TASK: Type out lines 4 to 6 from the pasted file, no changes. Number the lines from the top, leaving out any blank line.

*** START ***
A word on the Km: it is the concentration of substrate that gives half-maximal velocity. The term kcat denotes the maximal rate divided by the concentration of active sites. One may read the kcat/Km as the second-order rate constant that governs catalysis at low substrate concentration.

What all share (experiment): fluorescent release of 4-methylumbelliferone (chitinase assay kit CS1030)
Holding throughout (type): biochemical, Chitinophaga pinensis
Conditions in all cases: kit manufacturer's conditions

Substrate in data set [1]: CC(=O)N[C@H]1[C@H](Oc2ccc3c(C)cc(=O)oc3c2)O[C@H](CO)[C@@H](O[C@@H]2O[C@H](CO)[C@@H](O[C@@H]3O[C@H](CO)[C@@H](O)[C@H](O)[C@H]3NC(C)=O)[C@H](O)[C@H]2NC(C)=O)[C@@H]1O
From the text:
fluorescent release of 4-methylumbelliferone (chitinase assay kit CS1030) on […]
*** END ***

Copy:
Conditions in all cases: kit manufacturer's conditions

Substrate in data set [1]: CC(=O)N[C@H]1[C@H](Oc2ccc3c(C)cc(=O)oc3c2)O[C@H](CO)[C@@H](O[C@@H]2O[C@H](CO)[C@@H](O[C@@H]3O[C@H](CO)[C@@H](O)[C@H](O)[C@H]3NC(C)=O)[C@H](O)[C@H]2NC(C)=O)[C@@H]1O
From the text: